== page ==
Kill Climate Deniers is a lot of things. At its core, it is a play about political violence. When democratic systems produce (what are intuited to be) anti-democratic outcomes, to what extent do we sympathise with the use of violence? In this case, David Finnigan portrays Australia’s response to climate change as one of these failures of the democratic system, and we follow a (clearly absurd) drama about eco-terrorists storming a Fleetwood Mac concert at Parliament House and their encounter with our protagonist, the Environment Minister.
The play is also a platform for controversy, and David clearly knows how to play this aspect to his advantage. The violence suggested in the title outraged various outrage merchants. In this day and age, how could we — even jokingly — refer to killing people? Was this yet another example of the Left being secretly totalitarian, threatening innocent conservatives, and — worst of all — using taxpayer funding to do it? And so on and so forth.
I was very flattered to be asked to join a panel with Ginger Gorman and Bernie Slater to discuss the nature of controversial taxpayer-funded art for the You Are Here Festival. The panel was inspired by the reaction to David’s play, and I was asked to contribute the conservative perspective on the issues. As part of this, I got to see an early performance of the one-man show version. So was the conservative reaction any more than a storm in a teacup?
The play combines political discourse with action film tropes. The play skips between discussion of environmental policy and terrorism legislation, and crawling through airvents and outrunning bullets. The two fit together surprisingly well. There’s a theatricality to political debate, a performance and rhetoric that is designed to work with the emotions rather than the intellect. The action film tropes fit this space well. How often do we question whether the good guy is really the good guy? How often do we challenge the heroes’ motivations for resorting to violence? How often do we overlook more sensible options available to the protagonist (like calling the police or donating the profits of their military contracts to poverty-reducing charities)? The purpose of the action film is to bypass our critical faculties (suspend disbelief) and accept the narrative. The purpose of contemporary political debate is the same: don’t think too hard and don’t stray too far from your intuitions.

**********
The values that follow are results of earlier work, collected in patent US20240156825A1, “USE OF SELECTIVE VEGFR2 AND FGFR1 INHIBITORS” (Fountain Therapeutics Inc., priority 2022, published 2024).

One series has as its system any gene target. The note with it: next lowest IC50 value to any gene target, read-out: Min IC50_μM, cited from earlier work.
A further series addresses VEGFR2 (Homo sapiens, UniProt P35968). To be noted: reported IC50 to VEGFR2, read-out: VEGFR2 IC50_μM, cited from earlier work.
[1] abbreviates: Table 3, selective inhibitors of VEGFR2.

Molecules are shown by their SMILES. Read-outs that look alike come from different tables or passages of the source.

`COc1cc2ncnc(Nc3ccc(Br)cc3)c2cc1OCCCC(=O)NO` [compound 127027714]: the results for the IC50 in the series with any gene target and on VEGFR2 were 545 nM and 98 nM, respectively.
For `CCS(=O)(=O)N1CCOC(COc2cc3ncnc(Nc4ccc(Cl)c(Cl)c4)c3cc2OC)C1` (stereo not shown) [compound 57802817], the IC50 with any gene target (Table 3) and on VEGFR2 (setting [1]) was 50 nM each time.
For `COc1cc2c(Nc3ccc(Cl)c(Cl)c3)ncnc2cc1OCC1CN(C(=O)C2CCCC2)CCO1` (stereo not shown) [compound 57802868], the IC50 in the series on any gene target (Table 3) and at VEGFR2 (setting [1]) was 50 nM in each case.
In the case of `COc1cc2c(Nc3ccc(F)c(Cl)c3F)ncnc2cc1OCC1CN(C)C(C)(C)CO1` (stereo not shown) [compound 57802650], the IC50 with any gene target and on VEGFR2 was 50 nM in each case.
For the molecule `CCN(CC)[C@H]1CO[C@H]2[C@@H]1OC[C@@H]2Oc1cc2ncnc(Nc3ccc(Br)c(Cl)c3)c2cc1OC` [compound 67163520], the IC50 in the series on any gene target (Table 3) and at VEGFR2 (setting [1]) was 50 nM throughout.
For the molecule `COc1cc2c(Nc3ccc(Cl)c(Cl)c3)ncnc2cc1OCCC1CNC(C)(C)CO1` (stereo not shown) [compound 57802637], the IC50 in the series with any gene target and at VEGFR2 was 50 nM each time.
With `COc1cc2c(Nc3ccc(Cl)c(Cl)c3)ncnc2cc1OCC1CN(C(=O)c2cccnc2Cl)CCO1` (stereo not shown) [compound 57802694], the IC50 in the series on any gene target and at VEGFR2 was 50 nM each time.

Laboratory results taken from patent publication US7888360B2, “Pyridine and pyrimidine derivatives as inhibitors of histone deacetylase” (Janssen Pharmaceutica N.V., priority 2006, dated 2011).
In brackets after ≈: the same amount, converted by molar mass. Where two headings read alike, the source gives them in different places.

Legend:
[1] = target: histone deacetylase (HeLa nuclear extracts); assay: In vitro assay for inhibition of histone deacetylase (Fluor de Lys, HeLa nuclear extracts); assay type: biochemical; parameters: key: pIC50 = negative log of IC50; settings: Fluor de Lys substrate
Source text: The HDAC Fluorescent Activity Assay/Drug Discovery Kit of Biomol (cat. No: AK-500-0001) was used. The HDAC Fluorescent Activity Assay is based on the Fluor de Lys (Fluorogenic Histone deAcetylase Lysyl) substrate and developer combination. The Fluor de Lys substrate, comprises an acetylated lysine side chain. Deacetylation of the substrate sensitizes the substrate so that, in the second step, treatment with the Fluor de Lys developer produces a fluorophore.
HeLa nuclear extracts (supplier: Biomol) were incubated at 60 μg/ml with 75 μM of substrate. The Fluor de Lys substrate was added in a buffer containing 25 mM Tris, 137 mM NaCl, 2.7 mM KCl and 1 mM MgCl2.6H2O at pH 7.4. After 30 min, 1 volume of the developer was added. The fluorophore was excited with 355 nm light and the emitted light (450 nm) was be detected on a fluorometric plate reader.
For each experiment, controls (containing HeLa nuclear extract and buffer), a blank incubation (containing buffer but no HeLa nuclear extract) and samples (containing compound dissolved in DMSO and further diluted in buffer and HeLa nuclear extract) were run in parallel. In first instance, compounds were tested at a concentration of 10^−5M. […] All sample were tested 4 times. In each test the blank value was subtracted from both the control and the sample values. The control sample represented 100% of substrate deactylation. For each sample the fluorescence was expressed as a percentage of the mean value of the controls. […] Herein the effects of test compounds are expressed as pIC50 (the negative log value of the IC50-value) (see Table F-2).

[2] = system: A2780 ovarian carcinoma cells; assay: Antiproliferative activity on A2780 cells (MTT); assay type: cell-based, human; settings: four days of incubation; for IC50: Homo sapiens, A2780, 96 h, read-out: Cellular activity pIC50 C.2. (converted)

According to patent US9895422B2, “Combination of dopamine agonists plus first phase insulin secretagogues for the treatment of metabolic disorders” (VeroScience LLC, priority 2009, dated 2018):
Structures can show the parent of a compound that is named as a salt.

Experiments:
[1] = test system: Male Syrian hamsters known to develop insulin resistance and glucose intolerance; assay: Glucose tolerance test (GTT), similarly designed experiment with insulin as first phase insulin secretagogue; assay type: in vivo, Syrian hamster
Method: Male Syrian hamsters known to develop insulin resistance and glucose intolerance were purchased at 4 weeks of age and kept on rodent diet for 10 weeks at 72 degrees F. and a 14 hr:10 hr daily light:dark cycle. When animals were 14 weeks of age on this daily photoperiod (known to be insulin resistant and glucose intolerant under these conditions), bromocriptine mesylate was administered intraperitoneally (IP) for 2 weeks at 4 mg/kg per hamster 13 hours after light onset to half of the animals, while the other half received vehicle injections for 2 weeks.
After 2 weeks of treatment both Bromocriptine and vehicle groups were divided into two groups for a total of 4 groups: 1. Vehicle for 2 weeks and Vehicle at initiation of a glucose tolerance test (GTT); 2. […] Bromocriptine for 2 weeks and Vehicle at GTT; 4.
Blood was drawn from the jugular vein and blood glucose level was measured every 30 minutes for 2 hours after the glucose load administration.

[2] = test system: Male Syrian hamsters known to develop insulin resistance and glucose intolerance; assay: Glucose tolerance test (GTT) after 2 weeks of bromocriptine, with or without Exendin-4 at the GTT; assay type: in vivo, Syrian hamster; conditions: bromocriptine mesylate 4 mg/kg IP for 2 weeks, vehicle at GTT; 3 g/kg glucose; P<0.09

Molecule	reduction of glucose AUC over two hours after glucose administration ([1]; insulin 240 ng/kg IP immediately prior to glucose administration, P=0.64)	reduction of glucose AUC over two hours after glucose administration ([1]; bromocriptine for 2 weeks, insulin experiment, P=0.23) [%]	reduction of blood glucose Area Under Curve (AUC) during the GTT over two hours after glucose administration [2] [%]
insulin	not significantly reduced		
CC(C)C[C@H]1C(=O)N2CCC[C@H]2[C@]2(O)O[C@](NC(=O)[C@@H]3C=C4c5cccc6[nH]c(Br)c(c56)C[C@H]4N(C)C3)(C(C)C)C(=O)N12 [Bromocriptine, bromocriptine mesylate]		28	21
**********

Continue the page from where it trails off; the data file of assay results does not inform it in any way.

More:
Within this framework, we catch an important point about the reactivity of politics. None of the characters is advancing a positive thesis about the world. Instead, these are people identifying themselves as the negation of their opponents. The eco-terrorists are less about the protection of the environment than they are the destruction of the political system. The Environment Minister is less about advancing a political response to the allegations of the eco-terrorists than she is about proving that she can be tougher than them. The action-reaction model of cinematic storytelling draws out the action-reaction media cycle of political debate.
It’s at this point that I struggled with the play for ideological reasons. If you accept the overall (progressive) narrative about counter-terrorism, environmentalism, and political activism, then the political message of the play and the action narrative of the play mesh seamlessly. If you don’t, you’re stuck never quite being able to slip entirely into the action narrative. But is this a glitch or a feature?
Political art comes with its own unique set of problems. What is the difference between ‘this is good’ and ‘I agree with this’? Kill Climate Deniers is clearly a good play, but it is not clear if the play is intended only for those who already agree with the political message. Is it escapism to vent frustrations, to laugh at a topsy-turvy world where eco-terrorists fill the antagonist’s boots? Was it designed as a protest statement, to state that the only way the political debate could get more absurd was if it were set in a Hollywood blockbuster?
The play capitalises on the controversial elements of violence within politics to raise some good issues about the nature of public debate. It unabashedly seeks attention in order to achieve a broader goal of providing a platform for a good discussion. Even where I disagreed with statements presented as ‘neutral’ facts, the deeper points about the quality of public debate still worked.
Outrage in response to the title was obviously performative. It provided an easy opportunity for various megaphones to score political points and signal to their audiences about authenticity. The only good thing that can be said of the response to the title is that it gave the play additional publicity.